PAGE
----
6 Tips To Maintain A Healthy Weight In Children
Every day I sit down to talk with parents who are worried about what their child is not eating. But when checking the weight of the child we realize that he is overweight.
Then comes the next and most frequent statement:
“But I do not know how my child is overweight if he does not eat anything?”
Many times, we do not realize that the diet we are looking for our children is very rich in calories, such as foods rich in carbohydrates and fat. This accumulation of calories, associated with the low physical activity to which our children are assigned, means that their weight is above what is accepted as the average weight for their age at the American Academy of Pediatrics.
The so-called “fast food” which is very rich in flavor and calories, is not only very rich in calories, it is very rich in sugars such as sweets, juices and soft drinks.
Why? Let’s start by becoming aware of how we are. We have to teach our children to eat vegetables, salads and fruits from an early age and that this is the main course in our home. Learn to eliminate ‘fast food’ and above all we must teach our children the importance of drinking water.
It is very important to know that children who are overweight are at risk of:
- Snoring at night and having problems with sleep: this is why it obstructs the airways and cannot oxidize the body’s blood. This is called sleep apnea.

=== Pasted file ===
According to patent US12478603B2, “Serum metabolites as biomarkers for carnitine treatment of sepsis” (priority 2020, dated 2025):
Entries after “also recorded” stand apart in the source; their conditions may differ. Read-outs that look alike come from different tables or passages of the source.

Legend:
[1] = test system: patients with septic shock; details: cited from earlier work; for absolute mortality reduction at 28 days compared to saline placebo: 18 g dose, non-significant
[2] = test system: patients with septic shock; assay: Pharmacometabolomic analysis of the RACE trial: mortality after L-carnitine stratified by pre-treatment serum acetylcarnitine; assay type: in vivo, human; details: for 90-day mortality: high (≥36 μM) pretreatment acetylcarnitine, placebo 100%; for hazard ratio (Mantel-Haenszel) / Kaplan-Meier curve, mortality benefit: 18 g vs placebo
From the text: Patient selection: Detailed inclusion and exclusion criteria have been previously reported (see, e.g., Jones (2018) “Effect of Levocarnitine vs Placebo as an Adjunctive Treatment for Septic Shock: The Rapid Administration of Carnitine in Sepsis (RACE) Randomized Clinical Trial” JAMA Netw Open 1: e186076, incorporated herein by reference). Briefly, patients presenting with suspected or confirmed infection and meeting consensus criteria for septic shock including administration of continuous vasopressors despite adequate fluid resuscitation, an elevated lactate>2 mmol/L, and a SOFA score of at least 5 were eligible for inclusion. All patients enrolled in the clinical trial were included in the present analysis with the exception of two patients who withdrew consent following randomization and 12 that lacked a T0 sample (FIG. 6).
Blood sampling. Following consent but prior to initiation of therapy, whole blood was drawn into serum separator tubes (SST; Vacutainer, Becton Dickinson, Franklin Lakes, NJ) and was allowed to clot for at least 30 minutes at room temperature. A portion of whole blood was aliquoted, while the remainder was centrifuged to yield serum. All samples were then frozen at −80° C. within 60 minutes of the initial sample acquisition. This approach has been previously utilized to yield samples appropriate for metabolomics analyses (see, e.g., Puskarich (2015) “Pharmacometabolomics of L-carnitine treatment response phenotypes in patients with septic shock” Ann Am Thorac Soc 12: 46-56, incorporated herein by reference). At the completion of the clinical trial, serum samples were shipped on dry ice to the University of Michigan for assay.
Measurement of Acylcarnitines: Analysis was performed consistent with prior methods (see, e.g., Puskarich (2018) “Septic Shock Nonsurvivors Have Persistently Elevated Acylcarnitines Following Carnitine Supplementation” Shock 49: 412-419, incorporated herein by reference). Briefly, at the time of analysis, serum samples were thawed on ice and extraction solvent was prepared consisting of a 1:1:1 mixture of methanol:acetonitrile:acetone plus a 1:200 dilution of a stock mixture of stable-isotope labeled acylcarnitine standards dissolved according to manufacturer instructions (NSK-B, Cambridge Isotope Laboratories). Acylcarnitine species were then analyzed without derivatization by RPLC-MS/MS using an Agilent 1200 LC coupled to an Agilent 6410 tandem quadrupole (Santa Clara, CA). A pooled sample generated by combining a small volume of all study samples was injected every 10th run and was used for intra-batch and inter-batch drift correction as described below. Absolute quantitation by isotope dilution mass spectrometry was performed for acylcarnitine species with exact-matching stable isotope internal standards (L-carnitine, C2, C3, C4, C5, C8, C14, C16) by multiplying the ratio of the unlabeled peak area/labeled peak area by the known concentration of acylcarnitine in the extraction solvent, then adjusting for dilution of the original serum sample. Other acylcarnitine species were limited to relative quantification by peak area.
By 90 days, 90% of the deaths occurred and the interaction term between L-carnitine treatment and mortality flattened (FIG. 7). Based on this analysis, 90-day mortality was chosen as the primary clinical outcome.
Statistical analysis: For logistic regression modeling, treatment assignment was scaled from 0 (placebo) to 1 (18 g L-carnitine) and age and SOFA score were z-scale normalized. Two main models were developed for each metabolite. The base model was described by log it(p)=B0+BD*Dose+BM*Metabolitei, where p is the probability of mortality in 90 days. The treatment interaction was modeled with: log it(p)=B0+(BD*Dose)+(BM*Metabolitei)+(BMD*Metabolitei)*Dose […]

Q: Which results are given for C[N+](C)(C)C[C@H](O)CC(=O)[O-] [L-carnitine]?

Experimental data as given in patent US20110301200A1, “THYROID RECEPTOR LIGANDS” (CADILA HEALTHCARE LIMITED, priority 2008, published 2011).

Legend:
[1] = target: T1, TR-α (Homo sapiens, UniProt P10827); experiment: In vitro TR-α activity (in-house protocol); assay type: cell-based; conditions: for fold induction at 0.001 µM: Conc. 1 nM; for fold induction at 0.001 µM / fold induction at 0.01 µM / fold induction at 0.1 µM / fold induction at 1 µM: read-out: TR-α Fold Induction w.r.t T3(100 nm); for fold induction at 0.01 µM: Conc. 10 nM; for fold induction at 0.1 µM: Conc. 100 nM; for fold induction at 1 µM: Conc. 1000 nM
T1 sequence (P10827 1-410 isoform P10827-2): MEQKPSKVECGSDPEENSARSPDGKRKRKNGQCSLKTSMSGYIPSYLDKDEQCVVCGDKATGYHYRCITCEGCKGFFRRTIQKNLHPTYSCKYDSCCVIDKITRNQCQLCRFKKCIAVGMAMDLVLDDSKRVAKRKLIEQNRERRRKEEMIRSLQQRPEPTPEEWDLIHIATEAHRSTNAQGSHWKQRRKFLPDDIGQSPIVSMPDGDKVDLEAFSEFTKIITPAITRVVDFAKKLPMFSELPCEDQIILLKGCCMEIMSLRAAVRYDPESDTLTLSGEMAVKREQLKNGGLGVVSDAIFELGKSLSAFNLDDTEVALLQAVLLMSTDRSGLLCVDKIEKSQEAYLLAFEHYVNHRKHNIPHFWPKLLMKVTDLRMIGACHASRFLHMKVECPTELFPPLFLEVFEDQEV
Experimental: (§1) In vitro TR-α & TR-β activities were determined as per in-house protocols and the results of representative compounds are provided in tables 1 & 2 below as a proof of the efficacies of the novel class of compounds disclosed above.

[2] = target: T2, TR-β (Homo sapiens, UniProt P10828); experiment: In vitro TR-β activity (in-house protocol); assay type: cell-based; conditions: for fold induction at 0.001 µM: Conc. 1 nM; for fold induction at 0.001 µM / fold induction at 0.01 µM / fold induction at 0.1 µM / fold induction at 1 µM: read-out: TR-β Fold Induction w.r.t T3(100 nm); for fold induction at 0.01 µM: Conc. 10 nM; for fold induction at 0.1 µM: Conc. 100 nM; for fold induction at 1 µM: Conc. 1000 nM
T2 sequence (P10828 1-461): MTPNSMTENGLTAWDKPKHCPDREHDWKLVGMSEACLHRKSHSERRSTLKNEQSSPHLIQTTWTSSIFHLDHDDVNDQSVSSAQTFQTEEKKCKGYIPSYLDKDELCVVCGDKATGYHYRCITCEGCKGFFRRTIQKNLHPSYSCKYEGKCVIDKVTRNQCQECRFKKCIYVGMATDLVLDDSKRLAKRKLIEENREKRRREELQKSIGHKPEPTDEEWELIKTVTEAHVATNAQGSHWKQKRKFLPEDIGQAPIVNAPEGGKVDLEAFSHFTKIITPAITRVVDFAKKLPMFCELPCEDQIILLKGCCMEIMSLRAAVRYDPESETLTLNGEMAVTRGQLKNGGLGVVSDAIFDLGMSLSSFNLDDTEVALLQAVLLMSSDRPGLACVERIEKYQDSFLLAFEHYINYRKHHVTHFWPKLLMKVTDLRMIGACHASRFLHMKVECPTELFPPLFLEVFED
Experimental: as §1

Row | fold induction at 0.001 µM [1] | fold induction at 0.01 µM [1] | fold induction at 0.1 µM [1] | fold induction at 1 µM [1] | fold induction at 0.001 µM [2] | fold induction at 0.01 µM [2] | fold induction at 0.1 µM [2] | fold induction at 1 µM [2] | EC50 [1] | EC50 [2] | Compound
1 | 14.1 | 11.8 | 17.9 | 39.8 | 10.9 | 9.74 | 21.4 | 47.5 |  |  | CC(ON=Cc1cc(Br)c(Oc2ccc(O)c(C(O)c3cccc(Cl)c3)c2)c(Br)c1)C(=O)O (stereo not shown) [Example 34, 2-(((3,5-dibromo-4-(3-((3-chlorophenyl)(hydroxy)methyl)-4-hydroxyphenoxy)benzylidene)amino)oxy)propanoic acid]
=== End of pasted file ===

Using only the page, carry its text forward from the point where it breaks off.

- Suffering from the liver.
- Suffer from high blood pressure.
- Suffering from back and leg pains.
Tips to maintain a healthy weight:
- Talk to your pediatrician and ask what should be the ideal weight your child should have.
- Cut down sugary drinks like juices and sodas and drink water instead.
- Reduce the amount of carbohydrates you eat in the day.
- Breakfast every day: to start the day with lots of energy.
- Do not eat late at night.
- 30 minutes of physical activity every day: this may include walking for 30 minutes in the neighborhood.
Begin at an early age to teach your children the importance of taking care of what they eat, as it may have future consequences on their health.
-Dr. Denise Núñez is a pediatrician and founder of the Niño de la Caridad Foundation in the Bronx